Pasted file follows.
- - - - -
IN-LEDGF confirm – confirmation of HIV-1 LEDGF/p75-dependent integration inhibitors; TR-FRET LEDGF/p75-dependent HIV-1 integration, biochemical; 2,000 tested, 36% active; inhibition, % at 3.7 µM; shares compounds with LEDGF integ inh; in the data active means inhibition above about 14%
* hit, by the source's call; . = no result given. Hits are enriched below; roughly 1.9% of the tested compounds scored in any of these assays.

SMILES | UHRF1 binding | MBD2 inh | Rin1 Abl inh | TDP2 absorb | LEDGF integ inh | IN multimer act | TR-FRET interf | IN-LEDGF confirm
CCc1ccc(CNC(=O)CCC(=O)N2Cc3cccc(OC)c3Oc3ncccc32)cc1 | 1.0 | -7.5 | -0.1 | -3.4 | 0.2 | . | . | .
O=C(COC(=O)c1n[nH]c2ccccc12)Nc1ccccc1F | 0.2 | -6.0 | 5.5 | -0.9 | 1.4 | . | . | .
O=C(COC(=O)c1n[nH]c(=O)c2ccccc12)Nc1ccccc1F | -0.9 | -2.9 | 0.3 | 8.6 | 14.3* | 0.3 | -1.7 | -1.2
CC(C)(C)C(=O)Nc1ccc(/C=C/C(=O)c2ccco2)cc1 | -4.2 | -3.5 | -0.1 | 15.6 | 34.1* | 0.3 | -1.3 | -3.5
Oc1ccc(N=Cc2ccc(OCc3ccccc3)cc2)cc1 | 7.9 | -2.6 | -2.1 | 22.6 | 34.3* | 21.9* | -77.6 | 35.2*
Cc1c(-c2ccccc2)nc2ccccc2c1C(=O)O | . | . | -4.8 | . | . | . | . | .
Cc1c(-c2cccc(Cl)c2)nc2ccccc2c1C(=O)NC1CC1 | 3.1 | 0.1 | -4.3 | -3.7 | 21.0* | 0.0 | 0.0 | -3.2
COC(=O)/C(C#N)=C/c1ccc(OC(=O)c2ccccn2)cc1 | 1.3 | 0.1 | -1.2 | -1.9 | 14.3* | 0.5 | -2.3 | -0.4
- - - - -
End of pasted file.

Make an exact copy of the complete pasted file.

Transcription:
IN-LEDGF confirm – confirmation of HIV-1 LEDGF/p75-dependent integration inhibitors; TR-FRET LEDGF/p75-dependent HIV-1 integration, biochemical; 2,000 tested, 36% active; inhibition, % at 3.7 µM; shares compounds with LEDGF integ inh; in the data active means inhibition above about 14%
* hit, by the source's call; . = no result given. Hits are enriched below; roughly 1.9% of the tested compounds scored in any of these assays.

SMILES | UHRF1 binding | MBD2 inh | Rin1 Abl inh | TDP2 absorb | LEDGF integ inh | IN multimer act | TR-FRET interf | IN-LEDGF confirm
CCc1ccc(CNC(=O)CCC(=O)N2Cc3cccc(OC)c3Oc3ncccc32)cc1 | 1.0 | -7.5 | -0.1 | -3.4 | 0.2 | . | . | .
O=C(COC(=O)c1n[nH]c2ccccc12)Nc1ccccc1F | 0.2 | -6.0 | 5.5 | -0.9 | 1.4 | . | . | .
O=C(COC(=O)c1n[nH]c(=O)c2ccccc12)Nc1ccccc1F | -0.9 | -2.9 | 0.3 | 8.6 | 14.3* | 0.3 | -1.7 | -1.2
CC(C)(C)C(=O)Nc1ccc(/C=C/C(=O)c2ccco2)cc1 | -4.2 | -3.5 | -0.1 | 15.6 | 34.1* | 0.3 | -1.3 | -3.5
Oc1ccc(N=Cc2ccc(OCc3ccccc3)cc2)cc1 | 7.9 | -2.6 | -2.1 | 22.6 | 34.3* | 21.9* | -77.6 | 35.2*
Cc1c(-c2ccccc2)nc2ccccc2c1C(=O)O | . | . | -4.8 | . | . | . | . | .
Cc1c(-c2cccc(Cl)c2)nc2ccccc2c1C(=O)NC1CC1 | 3.1 | 0.1 | -4.3 | -3.7 | 21.0* | 0.0 | 0.0 | -3.2
COC(=O)/C(C#N)=C/c1ccc(OC(=O)c2ccccn2)cc1 | 1.3 | 0.1 | -1.2 | -1.9 | 14.3* | 0.5 | -2.3 | -0.4